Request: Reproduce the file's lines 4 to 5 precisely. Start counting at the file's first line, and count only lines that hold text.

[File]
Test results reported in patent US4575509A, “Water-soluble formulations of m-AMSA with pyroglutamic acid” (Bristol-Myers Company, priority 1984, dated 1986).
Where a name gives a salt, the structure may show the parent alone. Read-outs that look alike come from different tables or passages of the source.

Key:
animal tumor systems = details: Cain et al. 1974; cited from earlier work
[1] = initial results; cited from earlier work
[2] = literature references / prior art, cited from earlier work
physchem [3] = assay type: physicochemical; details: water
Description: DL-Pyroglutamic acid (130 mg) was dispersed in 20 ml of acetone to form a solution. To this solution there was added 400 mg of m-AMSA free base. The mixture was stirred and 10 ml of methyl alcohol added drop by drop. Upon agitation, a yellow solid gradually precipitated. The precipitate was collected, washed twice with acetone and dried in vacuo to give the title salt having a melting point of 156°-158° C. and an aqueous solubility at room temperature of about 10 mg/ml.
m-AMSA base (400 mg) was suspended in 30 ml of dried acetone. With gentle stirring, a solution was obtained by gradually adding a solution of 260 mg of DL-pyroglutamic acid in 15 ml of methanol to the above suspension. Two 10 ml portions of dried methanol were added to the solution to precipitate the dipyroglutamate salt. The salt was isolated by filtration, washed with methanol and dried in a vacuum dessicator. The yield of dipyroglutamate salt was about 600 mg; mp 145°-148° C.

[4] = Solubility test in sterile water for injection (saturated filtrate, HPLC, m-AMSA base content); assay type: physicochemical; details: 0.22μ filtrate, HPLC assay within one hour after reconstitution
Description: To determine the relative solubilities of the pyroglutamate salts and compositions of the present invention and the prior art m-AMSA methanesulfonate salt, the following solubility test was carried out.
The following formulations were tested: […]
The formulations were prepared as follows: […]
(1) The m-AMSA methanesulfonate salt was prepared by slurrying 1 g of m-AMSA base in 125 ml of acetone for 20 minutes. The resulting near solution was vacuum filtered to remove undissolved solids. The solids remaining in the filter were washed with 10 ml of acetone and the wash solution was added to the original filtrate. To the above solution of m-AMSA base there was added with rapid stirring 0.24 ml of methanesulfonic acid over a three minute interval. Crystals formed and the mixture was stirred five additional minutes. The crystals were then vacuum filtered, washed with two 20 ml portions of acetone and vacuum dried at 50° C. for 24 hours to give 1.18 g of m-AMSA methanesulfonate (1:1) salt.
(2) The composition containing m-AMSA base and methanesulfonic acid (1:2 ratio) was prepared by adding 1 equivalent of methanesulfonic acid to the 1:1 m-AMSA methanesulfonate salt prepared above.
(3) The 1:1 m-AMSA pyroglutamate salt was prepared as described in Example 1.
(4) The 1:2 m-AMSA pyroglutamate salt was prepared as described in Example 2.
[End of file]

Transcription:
animal tumor systems = details: Cain et al. 1974; cited from earlier work
[1] = initial results; cited from earlier work